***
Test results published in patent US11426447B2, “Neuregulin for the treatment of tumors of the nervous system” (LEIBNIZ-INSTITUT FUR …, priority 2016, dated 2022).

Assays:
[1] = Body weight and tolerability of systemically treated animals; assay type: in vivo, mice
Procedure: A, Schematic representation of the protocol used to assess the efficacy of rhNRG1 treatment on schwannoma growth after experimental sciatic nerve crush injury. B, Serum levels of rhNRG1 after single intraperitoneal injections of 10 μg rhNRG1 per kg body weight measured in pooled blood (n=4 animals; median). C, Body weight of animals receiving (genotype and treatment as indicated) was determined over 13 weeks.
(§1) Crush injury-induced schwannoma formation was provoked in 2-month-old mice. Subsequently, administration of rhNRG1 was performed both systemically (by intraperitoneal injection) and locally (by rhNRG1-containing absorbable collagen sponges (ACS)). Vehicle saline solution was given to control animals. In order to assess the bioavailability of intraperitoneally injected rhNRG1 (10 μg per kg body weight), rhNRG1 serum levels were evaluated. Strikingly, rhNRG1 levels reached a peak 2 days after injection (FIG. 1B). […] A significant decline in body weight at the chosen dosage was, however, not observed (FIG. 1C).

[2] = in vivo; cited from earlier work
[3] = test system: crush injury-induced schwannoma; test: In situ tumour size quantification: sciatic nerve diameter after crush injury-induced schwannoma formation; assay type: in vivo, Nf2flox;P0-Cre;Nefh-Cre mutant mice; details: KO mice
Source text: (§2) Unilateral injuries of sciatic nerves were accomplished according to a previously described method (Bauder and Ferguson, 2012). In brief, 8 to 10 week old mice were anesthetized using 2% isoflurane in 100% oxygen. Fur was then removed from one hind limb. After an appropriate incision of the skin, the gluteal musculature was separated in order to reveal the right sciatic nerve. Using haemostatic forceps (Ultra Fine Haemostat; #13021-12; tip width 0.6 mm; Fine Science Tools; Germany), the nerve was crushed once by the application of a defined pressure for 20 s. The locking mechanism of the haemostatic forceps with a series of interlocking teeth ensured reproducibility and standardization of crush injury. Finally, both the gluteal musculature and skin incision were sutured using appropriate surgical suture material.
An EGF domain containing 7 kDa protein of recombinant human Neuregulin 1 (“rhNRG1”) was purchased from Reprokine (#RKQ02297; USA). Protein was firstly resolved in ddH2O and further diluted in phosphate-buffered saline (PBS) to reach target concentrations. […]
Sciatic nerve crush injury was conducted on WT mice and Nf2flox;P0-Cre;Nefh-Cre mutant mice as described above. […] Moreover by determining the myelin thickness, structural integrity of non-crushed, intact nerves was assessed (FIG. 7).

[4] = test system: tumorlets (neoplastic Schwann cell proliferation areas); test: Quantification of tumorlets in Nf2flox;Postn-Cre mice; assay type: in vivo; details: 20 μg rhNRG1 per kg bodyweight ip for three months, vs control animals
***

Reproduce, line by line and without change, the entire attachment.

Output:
Test results published in patent US11426447B2, “Neuregulin for the treatment of tumors of the nervous system” (LEIBNIZ-INSTITUT FUR …, priority 2016, dated 2022).

Assays:
[1] = Body weight and tolerability of systemically treated animals; assay type: in vivo, mice
Procedure: A, Schematic representation of the protocol used to assess the efficacy of rhNRG1 treatment on schwannoma growth after experimental sciatic nerve crush injury. B, Serum levels of rhNRG1 after single intraperitoneal injections of 10 μg rhNRG1 per kg body weight measured in pooled blood (n=4 animals; median). C, Body weight of animals receiving (genotype and treatment as indicated) was determined over 13 weeks.
(§1) Crush injury-induced schwannoma formation was provoked in 2-month-old mice. Subsequently, administration of rhNRG1 was performed both systemically (by intraperitoneal injection) and locally (by rhNRG1-containing absorbable collagen sponges (ACS)). Vehicle saline solution was given to control animals. In order to assess the bioavailability of intraperitoneally injected rhNRG1 (10 μg per kg body weight), rhNRG1 serum levels were evaluated. Strikingly, rhNRG1 levels reached a peak 2 days after injection (FIG. 1B). […] A significant decline in body weight at the chosen dosage was, however, not observed (FIG. 1C).

[2] = in vivo; cited from earlier work
[3] = test system: crush injury-induced schwannoma; test: In situ tumour size quantification: sciatic nerve diameter after crush injury-induced schwannoma formation; assay type: in vivo, Nf2flox;P0-Cre;Nefh-Cre mutant mice; details: KO mice
Source text: (§2) Unilateral injuries of sciatic nerves were accomplished according to a previously described method (Bauder and Ferguson, 2012). In brief, 8 to 10 week old mice were anesthetized using 2% isoflurane in 100% oxygen. Fur was then removed from one hind limb. After an appropriate incision of the skin, the gluteal musculature was separated in order to reveal the right sciatic nerve. Using haemostatic forceps (Ultra Fine Haemostat; #13021-12; tip width 0.6 mm; Fine Science Tools; Germany), the nerve was crushed once by the application of a defined pressure for 20 s. The locking mechanism of the haemostatic forceps with a series of interlocking teeth ensured reproducibility and standardization of crush injury. Finally, both the gluteal musculature and skin incision were sutured using appropriate surgical suture material.
An EGF domain containing 7 kDa protein of recombinant human Neuregulin 1 (“rhNRG1”) was purchased from Reprokine (#RKQ02297; USA). Protein was firstly resolved in ddH2O and further diluted in phosphate-buffered saline (PBS) to reach target concentrations. […]
Sciatic nerve crush injury was conducted on WT mice and Nf2flox;P0-Cre;Nefh-Cre mutant mice as described above. […] Moreover by determining the myelin thickness, structural integrity of non-crushed, intact nerves was assessed (FIG. 7).

[4] = test system: tumorlets (neoplastic Schwann cell proliferation areas); test: Quantification of tumorlets in Nf2flox;Postn-Cre mice; assay type: in vivo; details: 20 μg rhNRG1 per kg bodyweight ip for three months, vs control animals